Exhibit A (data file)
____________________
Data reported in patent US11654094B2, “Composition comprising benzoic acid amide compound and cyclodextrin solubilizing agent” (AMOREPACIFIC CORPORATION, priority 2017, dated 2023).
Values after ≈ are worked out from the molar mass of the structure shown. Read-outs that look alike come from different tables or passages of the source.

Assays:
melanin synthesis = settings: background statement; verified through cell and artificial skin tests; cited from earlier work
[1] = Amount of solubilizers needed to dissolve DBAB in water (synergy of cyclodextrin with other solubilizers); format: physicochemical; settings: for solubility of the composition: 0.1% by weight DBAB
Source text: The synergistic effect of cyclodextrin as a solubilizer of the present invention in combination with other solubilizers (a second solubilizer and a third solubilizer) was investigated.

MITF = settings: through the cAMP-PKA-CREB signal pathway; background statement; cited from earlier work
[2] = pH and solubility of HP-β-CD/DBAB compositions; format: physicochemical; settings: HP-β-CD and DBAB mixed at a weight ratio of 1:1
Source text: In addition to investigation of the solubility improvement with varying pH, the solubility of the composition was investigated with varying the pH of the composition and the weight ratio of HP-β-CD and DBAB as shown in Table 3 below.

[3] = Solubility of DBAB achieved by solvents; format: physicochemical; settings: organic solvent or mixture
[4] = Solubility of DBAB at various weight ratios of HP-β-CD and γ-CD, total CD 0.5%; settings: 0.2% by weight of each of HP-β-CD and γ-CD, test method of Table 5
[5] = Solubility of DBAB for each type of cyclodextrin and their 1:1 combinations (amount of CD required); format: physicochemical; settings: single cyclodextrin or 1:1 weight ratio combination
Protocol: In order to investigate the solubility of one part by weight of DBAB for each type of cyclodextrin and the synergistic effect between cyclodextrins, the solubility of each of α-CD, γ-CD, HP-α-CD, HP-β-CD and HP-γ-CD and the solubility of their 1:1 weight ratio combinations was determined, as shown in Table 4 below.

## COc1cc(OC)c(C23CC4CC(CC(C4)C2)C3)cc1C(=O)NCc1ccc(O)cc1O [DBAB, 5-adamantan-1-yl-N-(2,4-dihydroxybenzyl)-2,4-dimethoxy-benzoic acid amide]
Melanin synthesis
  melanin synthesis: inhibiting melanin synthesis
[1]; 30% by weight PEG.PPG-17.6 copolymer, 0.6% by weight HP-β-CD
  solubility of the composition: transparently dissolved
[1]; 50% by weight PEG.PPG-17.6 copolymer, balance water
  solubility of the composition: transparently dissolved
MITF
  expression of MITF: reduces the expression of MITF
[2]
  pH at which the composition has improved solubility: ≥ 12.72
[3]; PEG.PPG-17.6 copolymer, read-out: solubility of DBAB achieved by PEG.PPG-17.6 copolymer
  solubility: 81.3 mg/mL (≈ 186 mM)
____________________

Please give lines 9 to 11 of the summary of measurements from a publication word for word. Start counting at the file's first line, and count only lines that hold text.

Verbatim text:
Source text: In addition to investigation of the solubility improvement with varying pH, the solubility of the composition was investigated with varying the pH of the composition and the weight ratio of HP-β-CD and DBAB as shown in Table 3 below.

[3] = Solubility of DBAB achieved by solvents; format: physicochemical; settings: organic solvent or mixture
[4] = Solubility of DBAB at various weight ratios of HP-β-CD and γ-CD, total CD 0.5%; settings: 0.2% by weight of each of HP-β-CD and γ-CD, test method of Table 5